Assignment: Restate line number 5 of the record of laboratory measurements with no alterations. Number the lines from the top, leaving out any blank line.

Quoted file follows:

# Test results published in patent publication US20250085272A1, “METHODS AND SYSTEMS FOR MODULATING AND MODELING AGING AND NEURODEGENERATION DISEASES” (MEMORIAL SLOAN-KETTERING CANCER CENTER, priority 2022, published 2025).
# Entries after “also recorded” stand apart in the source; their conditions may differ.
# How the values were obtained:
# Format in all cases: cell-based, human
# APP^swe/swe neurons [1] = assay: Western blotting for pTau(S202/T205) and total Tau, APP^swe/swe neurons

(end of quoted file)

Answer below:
# APP^swe/swe neurons [1] = assay: Western blotting for pTau(S202/T205) and total Tau, APP^swe/swe neurons